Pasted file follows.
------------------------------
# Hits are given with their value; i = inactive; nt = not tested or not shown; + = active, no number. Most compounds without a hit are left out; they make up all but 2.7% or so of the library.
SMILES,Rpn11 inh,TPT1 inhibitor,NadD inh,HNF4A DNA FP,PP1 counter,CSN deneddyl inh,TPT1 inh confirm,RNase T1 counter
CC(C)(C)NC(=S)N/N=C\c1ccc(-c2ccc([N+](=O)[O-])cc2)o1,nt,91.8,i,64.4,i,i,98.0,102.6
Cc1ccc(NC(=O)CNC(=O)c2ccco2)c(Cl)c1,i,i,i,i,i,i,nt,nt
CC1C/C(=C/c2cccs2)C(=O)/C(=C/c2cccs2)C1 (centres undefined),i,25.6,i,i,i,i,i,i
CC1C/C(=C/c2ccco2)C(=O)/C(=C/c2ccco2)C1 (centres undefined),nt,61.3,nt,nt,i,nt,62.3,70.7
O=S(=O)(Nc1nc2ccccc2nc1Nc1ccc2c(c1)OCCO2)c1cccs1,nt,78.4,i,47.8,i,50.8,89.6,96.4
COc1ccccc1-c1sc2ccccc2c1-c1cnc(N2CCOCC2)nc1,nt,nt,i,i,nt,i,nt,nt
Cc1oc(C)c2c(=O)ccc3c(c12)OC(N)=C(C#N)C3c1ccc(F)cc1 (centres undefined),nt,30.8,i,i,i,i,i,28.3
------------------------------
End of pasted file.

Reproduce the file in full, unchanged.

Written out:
# Hits are given with their value; i = inactive; nt = not tested or not shown; + = active, no number. Most compounds without a hit are left out; they make up all but 2.7% or so of the library.
SMILES,Rpn11 inh,TPT1 inhibitor,NadD inh,HNF4A DNA FP,PP1 counter,CSN deneddyl inh,TPT1 inh confirm,RNase T1 counter
CC(C)(C)NC(=S)N/N=C\c1ccc(-c2ccc([N+](=O)[O-])cc2)o1,nt,91.8,i,64.4,i,i,98.0,102.6
Cc1ccc(NC(=O)CNC(=O)c2ccco2)c(Cl)c1,i,i,i,i,i,i,nt,nt
CC1C/C(=C/c2cccs2)C(=O)/C(=C/c2cccs2)C1 (centres undefined),i,25.6,i,i,i,i,i,i
CC1C/C(=C/c2ccco2)C(=O)/C(=C/c2ccco2)C1 (centres undefined),nt,61.3,nt,nt,i,nt,62.3,70.7
O=S(=O)(Nc1nc2ccccc2nc1Nc1ccc2c(c1)OCCO2)c1cccs1,nt,78.4,i,47.8,i,50.8,89.6,96.4
COc1ccccc1-c1sc2ccccc2c1-c1cnc(N2CCOCC2)nc1,nt,nt,i,i,nt,i,nt,nt
Cc1oc(C)c2c(=O)ccc3c(c12)OC(N)=C(C#N)C3c1ccc(F)cc1 (centres undefined),nt,30.8,i,i,i,i,i,28.3